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Optical Isomerism

Optical isomers As this is the type of isomerism which can be found in thalidomide, it is of special interest to us here. With optical isomerism, there is no difference in connectivity and no double bonds. The isomerism is to do with the arrangement of the atoms in space. It arises through the presence of a Chiral Centre. Optical isomers are Non Superimposable Mirror Images of each other; a set of optical isomers are called enantiomers.

Enantiomers can not be interconverted without breaking bonds. They have mostly identical physical properties and can often only be told apart by what we call Optical Activity. This is the observation that in a pair of enantiomers one will rotate plane polarised light clockwise, and the other an equal amount anticlockwise.

The Chiral Centre is an atom connected to Four Different Subsituent Groups. If there is one chiral atom in a molecule there will be two enantiomeric forms. A molecule with two chiral centres however need not be Chiral!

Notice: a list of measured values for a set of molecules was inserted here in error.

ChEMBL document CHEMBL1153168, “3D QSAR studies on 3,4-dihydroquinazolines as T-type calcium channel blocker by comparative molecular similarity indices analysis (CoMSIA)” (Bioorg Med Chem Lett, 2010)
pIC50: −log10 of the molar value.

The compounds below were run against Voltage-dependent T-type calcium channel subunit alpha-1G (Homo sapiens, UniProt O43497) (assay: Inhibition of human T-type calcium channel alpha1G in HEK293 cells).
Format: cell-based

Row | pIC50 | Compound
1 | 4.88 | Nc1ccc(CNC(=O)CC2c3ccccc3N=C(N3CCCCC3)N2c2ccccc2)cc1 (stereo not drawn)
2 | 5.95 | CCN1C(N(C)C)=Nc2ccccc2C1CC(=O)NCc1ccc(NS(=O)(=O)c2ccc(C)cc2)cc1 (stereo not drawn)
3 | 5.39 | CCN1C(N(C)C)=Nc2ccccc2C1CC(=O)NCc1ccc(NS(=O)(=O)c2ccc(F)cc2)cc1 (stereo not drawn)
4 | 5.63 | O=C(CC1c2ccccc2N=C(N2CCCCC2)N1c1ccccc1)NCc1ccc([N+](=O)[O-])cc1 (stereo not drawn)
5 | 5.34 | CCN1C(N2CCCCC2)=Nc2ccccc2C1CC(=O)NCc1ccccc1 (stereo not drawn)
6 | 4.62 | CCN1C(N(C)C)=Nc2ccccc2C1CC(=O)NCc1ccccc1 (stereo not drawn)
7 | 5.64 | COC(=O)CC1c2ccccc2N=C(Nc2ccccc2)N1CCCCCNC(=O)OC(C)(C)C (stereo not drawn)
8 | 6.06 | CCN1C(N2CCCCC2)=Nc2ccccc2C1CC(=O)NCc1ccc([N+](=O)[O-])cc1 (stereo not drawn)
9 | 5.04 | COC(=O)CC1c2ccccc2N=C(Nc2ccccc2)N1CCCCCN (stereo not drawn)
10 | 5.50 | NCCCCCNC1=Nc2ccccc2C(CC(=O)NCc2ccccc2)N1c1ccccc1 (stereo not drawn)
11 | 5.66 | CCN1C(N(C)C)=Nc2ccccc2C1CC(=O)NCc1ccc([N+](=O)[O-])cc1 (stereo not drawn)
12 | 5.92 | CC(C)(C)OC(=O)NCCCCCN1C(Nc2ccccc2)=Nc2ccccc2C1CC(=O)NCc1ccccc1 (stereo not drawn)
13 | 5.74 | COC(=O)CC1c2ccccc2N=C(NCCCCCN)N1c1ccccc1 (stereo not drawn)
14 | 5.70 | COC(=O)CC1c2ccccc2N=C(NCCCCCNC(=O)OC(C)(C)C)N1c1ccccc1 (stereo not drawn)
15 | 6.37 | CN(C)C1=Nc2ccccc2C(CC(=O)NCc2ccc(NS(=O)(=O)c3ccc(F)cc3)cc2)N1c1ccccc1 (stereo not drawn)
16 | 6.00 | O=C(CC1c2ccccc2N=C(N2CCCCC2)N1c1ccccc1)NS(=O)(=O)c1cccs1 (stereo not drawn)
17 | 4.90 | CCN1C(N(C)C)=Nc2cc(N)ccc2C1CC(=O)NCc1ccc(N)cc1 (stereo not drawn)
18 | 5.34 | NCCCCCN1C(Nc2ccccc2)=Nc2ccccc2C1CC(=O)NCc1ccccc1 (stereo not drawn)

A Simple Example

Chiral centre Organic compounds give endless examples of chirality. Here, I have pictured 1,1-chlorofluoroethane (an example of a CFC). Carbon1 has a hydrogen, a chlorine, a fluorine and a methyl group attached to it making it a chiral centre. It therefore exists in these two enantiomeric forms. The two molecules cannot be superimposed on one another.
This image (right) better shows the non superimposable nature of the object and image. Two of the groups are in line, however, the other two have the wrong orientation. Click on either image for the 3D molfiles.

Naming The Isomers

We need an unambiguous method for assigning absolute configuration to a chiral centre. There are a few simple steps which allow us to assign either 'R' or 'S' configuration to chiral atoms. These configurations are then included in the name to enable differentiation.
See The Thalidomide page for a further example.